Books that:

  1. has an introduction to proof, logic, and topics like sets and groups. Books

  2. can prepare you for rigorous calculus texts like Spivak and Apostol.

Question 1. I've been looking at the books by Gelfand (Algebra, Trigonometry, Functions and Graphs, The Method of Coordinates). I'm not sure if they cover all of the precalculus curriculum, though.

Question 2. What would be some good calculus books other than Spivak and Apostol?

  • 3
    $\begingroup$ I'm not sure there is such a thing as a fully rigorous pre-calculus book, since pre-calculus typically covers topics like exponentials and trigonometric functions that technically require power series, integrals, limits etc. to define properly. $\endgroup$ – Jair Taylor Jun 9 '17 at 16:14
  • $\begingroup$ @JairTaylor Are there any that emphasize problem solving, introduce proofs, and prepare you for rigorous calculus books like Spivak and Apostol? $\endgroup$ – Ansh.23 Jun 9 '17 at 16:16
  • $\begingroup$ I don't know of any good resources for this off the top of my head. You could look at this thread. $\endgroup$ – Jair Taylor Jun 9 '17 at 16:19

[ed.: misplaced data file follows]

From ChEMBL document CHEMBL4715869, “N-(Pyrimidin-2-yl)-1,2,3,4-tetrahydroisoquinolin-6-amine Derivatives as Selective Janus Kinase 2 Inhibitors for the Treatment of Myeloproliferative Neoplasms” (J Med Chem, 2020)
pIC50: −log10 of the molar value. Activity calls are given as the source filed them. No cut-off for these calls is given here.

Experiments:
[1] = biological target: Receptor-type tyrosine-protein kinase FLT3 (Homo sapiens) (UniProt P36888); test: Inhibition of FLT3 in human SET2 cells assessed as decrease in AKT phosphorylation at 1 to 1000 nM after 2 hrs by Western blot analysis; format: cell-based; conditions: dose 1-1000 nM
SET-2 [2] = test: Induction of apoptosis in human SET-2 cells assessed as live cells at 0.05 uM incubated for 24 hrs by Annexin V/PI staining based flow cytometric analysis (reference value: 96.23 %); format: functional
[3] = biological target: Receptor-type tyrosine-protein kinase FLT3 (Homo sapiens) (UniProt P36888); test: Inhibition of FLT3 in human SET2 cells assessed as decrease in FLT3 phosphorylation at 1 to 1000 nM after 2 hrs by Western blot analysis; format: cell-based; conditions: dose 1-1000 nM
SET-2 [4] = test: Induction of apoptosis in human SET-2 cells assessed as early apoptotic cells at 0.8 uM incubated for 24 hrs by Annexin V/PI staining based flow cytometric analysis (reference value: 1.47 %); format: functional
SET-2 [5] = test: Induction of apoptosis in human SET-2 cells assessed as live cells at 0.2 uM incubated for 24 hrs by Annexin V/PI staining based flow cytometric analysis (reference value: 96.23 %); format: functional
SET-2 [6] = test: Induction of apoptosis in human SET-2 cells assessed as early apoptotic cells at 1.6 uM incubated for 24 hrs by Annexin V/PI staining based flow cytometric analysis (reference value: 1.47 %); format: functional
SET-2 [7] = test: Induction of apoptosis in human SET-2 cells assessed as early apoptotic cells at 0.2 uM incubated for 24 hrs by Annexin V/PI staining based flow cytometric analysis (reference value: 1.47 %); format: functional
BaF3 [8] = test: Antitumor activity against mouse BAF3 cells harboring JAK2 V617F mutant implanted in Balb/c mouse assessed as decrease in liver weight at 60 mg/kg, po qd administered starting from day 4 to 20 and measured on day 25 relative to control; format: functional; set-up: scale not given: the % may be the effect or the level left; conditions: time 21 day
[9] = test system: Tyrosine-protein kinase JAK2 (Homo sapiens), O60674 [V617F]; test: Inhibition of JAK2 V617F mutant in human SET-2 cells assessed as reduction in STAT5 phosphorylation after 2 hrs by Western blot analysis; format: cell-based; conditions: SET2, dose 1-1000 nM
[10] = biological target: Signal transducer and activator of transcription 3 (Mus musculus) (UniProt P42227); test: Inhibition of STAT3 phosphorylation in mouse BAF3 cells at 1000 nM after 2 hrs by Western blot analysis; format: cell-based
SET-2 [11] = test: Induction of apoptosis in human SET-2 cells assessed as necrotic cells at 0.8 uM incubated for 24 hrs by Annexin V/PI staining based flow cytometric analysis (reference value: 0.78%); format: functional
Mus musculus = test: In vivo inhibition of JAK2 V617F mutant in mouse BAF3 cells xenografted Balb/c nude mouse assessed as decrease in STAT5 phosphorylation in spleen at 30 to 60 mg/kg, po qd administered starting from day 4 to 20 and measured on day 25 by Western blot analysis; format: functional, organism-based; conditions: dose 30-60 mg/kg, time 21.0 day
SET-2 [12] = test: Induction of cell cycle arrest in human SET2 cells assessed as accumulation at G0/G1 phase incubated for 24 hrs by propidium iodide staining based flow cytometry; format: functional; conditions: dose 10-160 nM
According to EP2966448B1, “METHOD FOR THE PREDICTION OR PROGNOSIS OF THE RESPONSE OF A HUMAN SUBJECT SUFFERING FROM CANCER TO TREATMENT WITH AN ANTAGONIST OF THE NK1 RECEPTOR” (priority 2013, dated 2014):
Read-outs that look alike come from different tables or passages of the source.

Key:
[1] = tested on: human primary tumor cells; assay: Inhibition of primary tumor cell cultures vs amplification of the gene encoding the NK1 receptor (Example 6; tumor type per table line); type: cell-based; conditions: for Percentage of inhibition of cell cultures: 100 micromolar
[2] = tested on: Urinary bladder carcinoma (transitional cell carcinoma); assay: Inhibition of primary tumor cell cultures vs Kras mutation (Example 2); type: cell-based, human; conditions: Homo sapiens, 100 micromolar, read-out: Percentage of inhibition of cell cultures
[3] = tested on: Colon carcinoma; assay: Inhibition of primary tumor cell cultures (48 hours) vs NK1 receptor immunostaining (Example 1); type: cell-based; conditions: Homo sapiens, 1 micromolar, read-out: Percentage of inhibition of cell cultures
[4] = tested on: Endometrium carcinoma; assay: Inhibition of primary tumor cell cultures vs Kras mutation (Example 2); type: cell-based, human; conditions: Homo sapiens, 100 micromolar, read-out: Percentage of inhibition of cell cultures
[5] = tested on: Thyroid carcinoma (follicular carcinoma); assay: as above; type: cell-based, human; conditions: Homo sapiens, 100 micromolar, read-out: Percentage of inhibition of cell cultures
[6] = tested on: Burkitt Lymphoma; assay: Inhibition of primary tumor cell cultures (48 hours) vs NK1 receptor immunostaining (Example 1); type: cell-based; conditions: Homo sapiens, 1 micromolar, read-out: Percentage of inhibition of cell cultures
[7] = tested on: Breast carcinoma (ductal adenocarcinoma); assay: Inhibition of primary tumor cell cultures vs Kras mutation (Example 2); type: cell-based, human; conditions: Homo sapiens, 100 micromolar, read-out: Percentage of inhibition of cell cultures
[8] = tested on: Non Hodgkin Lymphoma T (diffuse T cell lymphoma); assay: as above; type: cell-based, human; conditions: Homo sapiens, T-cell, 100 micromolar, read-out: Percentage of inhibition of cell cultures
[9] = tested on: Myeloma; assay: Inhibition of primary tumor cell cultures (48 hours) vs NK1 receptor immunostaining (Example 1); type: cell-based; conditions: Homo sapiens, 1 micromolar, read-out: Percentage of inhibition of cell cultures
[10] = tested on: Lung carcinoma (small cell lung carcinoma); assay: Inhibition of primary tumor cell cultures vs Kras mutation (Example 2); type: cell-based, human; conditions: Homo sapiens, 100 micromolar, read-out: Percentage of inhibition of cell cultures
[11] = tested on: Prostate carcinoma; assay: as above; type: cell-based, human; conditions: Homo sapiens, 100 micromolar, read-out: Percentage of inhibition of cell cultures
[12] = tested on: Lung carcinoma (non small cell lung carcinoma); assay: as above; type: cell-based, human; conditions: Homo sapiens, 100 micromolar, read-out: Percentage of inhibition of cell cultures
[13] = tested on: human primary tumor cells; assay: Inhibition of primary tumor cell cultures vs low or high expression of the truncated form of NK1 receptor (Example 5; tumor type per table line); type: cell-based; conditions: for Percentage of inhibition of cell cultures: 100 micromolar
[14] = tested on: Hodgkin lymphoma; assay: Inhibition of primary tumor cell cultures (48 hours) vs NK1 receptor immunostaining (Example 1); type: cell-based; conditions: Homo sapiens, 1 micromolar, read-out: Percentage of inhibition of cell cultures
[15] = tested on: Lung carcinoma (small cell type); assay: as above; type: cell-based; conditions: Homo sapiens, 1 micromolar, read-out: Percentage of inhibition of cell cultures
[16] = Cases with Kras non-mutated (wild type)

• $\begingroup$ Are you inetrested in number theory or abstract algebra? $\endgroup$ – Vidyanshu Mishra Jun 9 '17 at 16:22
  • 1
    $\begingroup$ @Ansh.23, In my opinion Apostol's calculus (the two volume works) is self-contained in the sense that he never gets ahead of himself in the books. I recall that he spends some pages introducing the necessary pre-calculus stuff like summation, trigonometry, naive set theory, function theory, math induction... $\endgroup$ – Megadeth Jun 9 '17 at 16:24

IMHO, you are not gonna find a truly amazing pre-calculus book. Just read pre-calculus topics from random sources. You can consider these books:

$1$ George F. Simmons-Precalculus Mathematics in a Nutshell: Geometry, Algebra, Trigonometry

$2$ Michael Sullivan III -Precalculus: Concepts Through Functions, A Unit Circle Approach to Trigonometry

For a bit higher level, consider these.

Gilbert Strang-Introduction to linear algebra.

Amann, Herbert, Escher, Joachim- Analysis $1$.

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